You can paint a faux wood grain pattern onto nearly any piece of furniture, regardless of the materials the piece is made from. Metal cabinets can be made to look as though they are constructed of fine wood. Plastic and resin chairs can be wood grained, too. Even furniture that has been painted so many times that the natural wood grain is no longer visible can be restored, in a sense, without time consuming paint stripping. There are many wood graining tools available to make this faux finish.
- Skill level:
- Moderately Easy
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Things you need
- Research materials
- Base colour paints (two tones)
- Paint brushes or rollers
- Paint trays or cups
- Wood grain colour paint
- Wood graining tool
- Wiping rag
- Optional: artists brushes
Research wood grain patterns. All woods have a signature grain pattern and colour palette that needs to be honoured. A "bird's eye maple" wood pattern, for example, is completely different from a "quarter sawn oak" pattern. Study photographs of classic examples of wood grains and choose the pattern most suited for your needs.
Purchase a suitable wood graining tool. These tools, which look like small hand-held rakes or combs, come in a variety of patterns. You can often find a good selection of these tools at home improvement and paint stores. Even more patterns are available from speciality dealers on line. Compare the grain pattern sample associated with a tool to your ideal wood grain pattern choice.
Base coat the furniture piece with one or two "wood" tones. Wood is never one colour: use more than one colour on the furniture piece and "wet blend" the two colours at the edges where they meet. The "wet blending" technique uses two brushes, one brush for each colour. Change the brush and the colour as you work and allow the two colours to blend in together at the wet edges for a natural look. Let this base coat dry thoroughly.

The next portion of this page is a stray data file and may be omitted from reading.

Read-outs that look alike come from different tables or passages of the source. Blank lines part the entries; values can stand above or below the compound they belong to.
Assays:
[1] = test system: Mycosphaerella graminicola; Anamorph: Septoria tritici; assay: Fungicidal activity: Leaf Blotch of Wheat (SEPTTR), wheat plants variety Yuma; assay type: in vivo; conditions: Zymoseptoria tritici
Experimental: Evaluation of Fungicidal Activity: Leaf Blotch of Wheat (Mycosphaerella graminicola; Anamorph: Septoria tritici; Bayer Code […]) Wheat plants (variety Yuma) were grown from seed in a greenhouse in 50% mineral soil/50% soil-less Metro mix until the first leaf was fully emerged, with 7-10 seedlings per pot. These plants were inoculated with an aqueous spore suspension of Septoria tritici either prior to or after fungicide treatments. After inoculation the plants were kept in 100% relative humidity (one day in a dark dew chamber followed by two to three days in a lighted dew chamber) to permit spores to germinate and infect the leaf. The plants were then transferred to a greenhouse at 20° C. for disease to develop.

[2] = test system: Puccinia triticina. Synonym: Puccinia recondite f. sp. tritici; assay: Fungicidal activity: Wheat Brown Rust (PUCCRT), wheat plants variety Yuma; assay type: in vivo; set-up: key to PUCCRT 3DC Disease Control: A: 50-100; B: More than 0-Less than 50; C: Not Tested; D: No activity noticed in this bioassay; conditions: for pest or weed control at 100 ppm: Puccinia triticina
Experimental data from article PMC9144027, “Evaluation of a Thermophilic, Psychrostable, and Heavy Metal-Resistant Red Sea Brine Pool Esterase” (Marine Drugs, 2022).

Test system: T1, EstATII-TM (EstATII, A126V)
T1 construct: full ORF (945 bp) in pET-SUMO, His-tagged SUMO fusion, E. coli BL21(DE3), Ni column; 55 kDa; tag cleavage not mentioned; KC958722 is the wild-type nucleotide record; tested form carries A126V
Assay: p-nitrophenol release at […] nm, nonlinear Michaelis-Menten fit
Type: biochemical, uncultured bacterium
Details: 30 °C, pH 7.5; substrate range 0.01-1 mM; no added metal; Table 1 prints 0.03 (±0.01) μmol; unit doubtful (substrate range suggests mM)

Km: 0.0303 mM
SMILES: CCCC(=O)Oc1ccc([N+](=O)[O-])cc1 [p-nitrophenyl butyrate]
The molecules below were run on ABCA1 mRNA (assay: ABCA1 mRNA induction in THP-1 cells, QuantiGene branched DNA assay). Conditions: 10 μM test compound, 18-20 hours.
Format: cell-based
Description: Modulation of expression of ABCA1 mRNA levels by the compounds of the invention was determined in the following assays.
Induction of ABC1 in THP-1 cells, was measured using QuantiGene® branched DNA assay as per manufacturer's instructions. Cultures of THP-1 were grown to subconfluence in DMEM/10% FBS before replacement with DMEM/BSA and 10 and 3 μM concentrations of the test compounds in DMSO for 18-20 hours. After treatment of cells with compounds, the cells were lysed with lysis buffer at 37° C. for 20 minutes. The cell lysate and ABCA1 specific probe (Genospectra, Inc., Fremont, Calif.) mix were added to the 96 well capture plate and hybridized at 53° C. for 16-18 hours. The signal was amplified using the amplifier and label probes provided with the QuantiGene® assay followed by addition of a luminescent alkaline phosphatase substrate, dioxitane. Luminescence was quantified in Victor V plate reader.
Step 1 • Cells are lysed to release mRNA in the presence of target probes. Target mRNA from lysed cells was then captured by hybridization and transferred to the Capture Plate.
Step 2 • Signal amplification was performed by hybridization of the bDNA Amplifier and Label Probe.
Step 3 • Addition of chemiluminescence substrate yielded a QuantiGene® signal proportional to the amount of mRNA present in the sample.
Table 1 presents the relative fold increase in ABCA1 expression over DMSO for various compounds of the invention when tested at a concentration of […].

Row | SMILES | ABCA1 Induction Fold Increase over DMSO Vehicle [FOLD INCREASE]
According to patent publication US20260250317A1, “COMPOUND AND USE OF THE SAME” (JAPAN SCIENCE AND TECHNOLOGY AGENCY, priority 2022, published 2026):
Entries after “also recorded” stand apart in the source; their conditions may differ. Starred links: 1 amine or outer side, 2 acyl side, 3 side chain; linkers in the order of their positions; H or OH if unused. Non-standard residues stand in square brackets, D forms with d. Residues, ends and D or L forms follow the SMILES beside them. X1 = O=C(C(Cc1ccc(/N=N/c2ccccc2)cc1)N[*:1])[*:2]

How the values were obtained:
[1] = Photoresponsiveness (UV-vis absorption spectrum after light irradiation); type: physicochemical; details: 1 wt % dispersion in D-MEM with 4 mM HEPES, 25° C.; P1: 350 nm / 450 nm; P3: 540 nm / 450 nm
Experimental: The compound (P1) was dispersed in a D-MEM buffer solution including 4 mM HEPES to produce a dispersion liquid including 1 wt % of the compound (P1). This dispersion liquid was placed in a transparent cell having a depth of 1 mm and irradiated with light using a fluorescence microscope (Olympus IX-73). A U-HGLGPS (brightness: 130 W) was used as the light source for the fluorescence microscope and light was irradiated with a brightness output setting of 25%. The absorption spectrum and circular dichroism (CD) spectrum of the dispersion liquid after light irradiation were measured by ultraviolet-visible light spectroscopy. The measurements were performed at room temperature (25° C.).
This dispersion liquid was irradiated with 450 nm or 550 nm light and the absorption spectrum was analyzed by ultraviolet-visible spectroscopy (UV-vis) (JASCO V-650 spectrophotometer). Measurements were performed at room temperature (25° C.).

Apply a thin coat of a darker "grain" tone paint. Wood grains are created in natural wood by the presence of darker growth rings and graining is usually darker than the surrounding "clear" wood. Apply the grain tone over the dried base coat, but do not allow the grain paint to dry. Work in sections if the furniture piece is large: covering the entire item in the grain tone paint will risk it drying before you can achieve the wood grain effect with the tool.
Use the wood grain tool on the still-wet grain paint. Press the tool against the surface and drag it along the furniture piece in a smooth motion. Don't worry about "wavy" grain lines as they occur naturally in most woods. The wood grain tool will remove some of the darker grain paint and leave a distinct wood grain pattern behind. Wipe off the tool frequently to remove excess paint.
Work in one direction. Choose which direction the wood grain will run and then maintain that direction. Most large furniture items, like big dressers and some tables, are grained lengthwise, from the farthest edge of the piece to the other edge of the piece: graining "across" the length (creating shorter "boards") is not realistic in most cases.
Add more wood knots if appropriate. Use your darker grain colour and an artist's brush to paint in subtle wood knots. Wood knots are never perfectly round of course. They are usually tear drop shaped.
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